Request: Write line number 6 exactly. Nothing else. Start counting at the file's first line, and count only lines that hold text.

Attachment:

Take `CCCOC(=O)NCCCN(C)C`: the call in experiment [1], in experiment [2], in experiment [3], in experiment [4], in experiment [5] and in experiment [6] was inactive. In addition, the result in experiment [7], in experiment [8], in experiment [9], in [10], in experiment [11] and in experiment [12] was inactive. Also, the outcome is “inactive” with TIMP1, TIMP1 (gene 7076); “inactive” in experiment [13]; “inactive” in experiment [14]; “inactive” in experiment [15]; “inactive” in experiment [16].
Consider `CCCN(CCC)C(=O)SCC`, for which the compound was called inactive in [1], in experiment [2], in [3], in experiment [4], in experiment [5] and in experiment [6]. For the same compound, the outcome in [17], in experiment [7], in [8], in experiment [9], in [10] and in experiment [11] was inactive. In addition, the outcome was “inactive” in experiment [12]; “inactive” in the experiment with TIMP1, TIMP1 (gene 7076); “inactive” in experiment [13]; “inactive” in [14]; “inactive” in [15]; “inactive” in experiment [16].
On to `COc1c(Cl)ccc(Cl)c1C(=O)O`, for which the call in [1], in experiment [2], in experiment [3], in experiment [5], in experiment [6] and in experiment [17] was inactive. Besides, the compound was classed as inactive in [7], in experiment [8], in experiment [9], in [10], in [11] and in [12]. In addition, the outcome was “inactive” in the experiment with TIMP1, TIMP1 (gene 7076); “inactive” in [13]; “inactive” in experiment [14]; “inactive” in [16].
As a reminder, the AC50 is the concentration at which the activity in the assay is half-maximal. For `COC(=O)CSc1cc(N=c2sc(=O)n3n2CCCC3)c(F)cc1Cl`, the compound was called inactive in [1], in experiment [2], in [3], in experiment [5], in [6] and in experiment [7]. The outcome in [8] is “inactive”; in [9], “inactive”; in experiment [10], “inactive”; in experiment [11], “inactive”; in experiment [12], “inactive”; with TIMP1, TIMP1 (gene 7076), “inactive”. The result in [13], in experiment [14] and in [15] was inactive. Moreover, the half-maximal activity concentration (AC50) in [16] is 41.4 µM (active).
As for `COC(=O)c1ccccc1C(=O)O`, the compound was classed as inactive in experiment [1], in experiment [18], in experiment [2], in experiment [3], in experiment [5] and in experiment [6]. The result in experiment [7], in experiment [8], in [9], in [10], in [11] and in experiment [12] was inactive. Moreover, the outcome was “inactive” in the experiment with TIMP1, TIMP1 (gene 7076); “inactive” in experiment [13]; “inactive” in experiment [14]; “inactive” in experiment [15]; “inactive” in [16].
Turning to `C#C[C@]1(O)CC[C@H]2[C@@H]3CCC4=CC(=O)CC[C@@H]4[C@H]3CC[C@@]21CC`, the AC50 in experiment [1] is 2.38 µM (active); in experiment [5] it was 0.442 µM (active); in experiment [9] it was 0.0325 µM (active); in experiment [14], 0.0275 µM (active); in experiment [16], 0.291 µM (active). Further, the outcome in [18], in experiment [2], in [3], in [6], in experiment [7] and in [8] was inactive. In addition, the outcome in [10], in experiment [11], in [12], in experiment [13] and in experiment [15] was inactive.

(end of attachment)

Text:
Turning to `C#C[C@]1(O)CC[C@H]2[C@@H]3CCC4=CC(=O)CC[C@@H]4[C@H]3CC[C@@]21CC`, the AC50 in experiment [1] is 2.38 µM (active); in experiment [5] it was 0.442 µM (active); in experiment [9] it was 0.0325 µM (active); in experiment [14], 0.0275 µM (active); in experiment [16], 0.291 µM (active). Further, the outcome in [18], in experiment [2], in [3], in [6], in experiment [7] and in [8] was inactive. In addition, the outcome in [10], in experiment [11], in [12], in experiment [13] and in experiment [15] was inactive.